To process and deliver this number of documents, k.lab chose Node.js. The primary use case of their Node-based platform is to keep content workflow alive. This includes: copyrights processing, optimizing content for multiple devices, uploading it to the cloud and finally handling users’ downloads. Also, k.lab uses the Node-based web server - express.js - to run the meinUnterricht website. Its role is to provide teachers with content according to their subscription plan.
Such a complex application needs to talk to large numbers of 3rd party tools like search engines or subscription platforms. Fortunately, connecting Node to other services is easy because vendors gladly provide plugins for one of the most popular technologies.
2 years ago, Michael Cassau, the founder of Grover, went on a journey to revolutionize the way we buy electronics. His platform enables you to rent a device. You hear me right. You can rent the newest iPhone or drone, pay for it as you go, and return it if you don’t need it anymore.
You can see that even the top CRM and e-commerce players like Salesforce or MailChimp support Node.js integration with dedicated software development kits. And this allows you to glue different systems to build a turnkey solution much faster.
ShareIQ developed unique technology to recognize brand property in images scattered all over the Internet. They crawl and analyze millions of websites to learn how the marketing assets of their clients are used. The main goal of this analysis is to find influencers and reduce fraud.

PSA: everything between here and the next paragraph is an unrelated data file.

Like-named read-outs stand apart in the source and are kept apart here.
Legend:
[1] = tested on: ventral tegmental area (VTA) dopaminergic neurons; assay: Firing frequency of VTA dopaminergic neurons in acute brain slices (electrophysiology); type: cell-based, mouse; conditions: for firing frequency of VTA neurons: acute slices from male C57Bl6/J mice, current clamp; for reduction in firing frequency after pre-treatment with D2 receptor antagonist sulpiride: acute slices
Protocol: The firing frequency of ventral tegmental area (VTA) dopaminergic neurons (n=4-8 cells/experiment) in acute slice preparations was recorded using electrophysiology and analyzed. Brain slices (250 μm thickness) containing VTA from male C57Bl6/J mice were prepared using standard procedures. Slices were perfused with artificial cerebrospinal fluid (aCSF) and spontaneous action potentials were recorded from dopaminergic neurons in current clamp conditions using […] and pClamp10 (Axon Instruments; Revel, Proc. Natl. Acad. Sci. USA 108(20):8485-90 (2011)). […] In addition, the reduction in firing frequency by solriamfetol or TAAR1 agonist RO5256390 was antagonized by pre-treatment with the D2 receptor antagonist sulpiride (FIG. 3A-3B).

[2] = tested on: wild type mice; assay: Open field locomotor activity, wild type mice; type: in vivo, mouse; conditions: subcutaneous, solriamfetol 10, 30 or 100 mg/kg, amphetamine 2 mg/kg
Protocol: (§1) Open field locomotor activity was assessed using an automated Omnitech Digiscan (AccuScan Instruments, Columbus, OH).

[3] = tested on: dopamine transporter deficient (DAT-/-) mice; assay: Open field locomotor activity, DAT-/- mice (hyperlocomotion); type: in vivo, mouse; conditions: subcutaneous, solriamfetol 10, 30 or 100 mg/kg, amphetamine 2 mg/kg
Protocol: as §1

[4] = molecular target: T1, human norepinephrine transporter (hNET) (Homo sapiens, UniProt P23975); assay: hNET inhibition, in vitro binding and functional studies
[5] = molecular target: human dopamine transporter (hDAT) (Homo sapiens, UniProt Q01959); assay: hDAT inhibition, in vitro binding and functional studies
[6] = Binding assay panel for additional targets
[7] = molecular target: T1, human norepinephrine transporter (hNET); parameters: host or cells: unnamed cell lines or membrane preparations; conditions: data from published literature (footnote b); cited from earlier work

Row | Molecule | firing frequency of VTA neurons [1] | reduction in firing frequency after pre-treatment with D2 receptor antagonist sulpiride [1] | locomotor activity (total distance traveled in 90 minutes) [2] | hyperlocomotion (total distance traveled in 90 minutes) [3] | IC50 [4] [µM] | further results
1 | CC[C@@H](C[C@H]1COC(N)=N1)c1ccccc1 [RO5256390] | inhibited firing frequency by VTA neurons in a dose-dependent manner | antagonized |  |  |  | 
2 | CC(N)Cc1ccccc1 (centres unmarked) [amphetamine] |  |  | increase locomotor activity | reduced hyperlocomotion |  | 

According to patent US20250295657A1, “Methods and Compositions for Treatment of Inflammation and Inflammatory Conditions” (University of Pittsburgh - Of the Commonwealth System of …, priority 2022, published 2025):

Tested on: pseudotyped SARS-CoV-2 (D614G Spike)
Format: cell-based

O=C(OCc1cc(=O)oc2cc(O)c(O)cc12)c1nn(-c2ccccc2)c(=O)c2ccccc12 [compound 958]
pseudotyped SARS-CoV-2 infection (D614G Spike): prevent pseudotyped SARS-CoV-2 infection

Crawling, processing, and creating insights out of billions of images requires ultimate performance. The ShareIQ team has proven that Node.js is once again a perfect fit for such a use case.
When reviewing the Grover case, we mentioned that their platforms talks to several marketing automation tools. Voucherify is one of them. The team behind Voucherify wants to empower marketing teams with a promotional infrastructure which so far was reserved only to massive e-commerce players. They do this by providing the dashboard and REST API to help you build and automate coupon, gift card, and referral campaigns.
There are 2 challenges: The first one is to map and automate the coupon lifecycle. This consists of generating unique codes, distributing them through various marketing channels like email or SMS, accepting redemptions from multiple customer touch points online and offline, and finally calculating the return on investment. The scale brings the second one. When you process millions of codes, you’d better have a performant system. Otherwise, the end customers will soon get disappointed when their codes don’t work at the checkout.
Voucherify uses Node.js, because Node.js, as we’ve learned from the previous sections, helps with both issues.
The cases I have put together show that Node.js can be used successfully in a number of different business domains. But what is it that makes me think these companies really are happy about Node.js? Well, Jodel, k.lab, Grover, ShareIQ, and Voucherify all happen to be our clients and we’ve seen how they go about all this behind the scenes.